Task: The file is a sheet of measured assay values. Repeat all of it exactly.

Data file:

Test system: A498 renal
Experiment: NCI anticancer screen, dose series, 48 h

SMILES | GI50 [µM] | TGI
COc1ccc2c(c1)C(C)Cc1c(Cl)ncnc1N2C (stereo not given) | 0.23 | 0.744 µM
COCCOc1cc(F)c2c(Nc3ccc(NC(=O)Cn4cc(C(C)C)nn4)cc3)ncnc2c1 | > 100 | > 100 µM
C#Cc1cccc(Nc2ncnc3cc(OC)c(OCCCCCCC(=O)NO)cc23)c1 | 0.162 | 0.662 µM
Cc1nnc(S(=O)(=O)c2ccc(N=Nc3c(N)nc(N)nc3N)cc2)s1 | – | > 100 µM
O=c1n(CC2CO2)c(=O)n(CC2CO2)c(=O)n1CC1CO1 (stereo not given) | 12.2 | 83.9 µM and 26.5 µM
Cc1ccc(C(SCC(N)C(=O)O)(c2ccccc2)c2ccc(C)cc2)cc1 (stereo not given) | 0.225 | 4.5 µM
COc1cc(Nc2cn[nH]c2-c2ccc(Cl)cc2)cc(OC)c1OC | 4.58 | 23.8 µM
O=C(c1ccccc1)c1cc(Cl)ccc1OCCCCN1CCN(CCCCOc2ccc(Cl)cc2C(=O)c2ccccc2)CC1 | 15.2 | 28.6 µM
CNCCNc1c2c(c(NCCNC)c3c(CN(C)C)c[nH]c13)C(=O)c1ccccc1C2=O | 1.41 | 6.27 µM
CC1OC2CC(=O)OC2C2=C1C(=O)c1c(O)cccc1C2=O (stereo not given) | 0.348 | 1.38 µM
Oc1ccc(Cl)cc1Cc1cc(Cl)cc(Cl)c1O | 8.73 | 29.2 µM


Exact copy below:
Test system: A498 renal
Experiment: NCI anticancer screen, dose series, 48 h

SMILES | GI50 [µM] | TGI
COc1ccc2c(c1)C(C)Cc1c(Cl)ncnc1N2C (stereo not given) | 0.23 | 0.744 µM
COCCOc1cc(F)c2c(Nc3ccc(NC(=O)Cn4cc(C(C)C)nn4)cc3)ncnc2c1 | > 100 | > 100 µM
C#Cc1cccc(Nc2ncnc3cc(OC)c(OCCCCCCC(=O)NO)cc23)c1 | 0.162 | 0.662 µM
Cc1nnc(S(=O)(=O)c2ccc(N=Nc3c(N)nc(N)nc3N)cc2)s1 | – | > 100 µM
O=c1n(CC2CO2)c(=O)n(CC2CO2)c(=O)n1CC1CO1 (stereo not given) | 12.2 | 83.9 µM and 26.5 µM
Cc1ccc(C(SCC(N)C(=O)O)(c2ccccc2)c2ccc(C)cc2)cc1 (stereo not given) | 0.225 | 4.5 µM
COc1cc(Nc2cn[nH]c2-c2ccc(Cl)cc2)cc(OC)c1OC | 4.58 | 23.8 µM
O=C(c1ccccc1)c1cc(Cl)ccc1OCCCCN1CCN(CCCCOc2ccc(Cl)cc2C(=O)c2ccccc2)CC1 | 15.2 | 28.6 µM
CNCCNc1c2c(c(NCCNC)c3c(CN(C)C)c[nH]c13)C(=O)c1ccccc1C2=O | 1.41 | 6.27 µM
CC1OC2CC(=O)OC2C2=C1C(=O)c1c(O)cccc1C2=O (stereo not given) | 0.348 | 1.38 µM
Oc1ccc(Cl)cc1Cc1cc(Cl)cc(Cl)c1O | 8.73 | 29.2 µM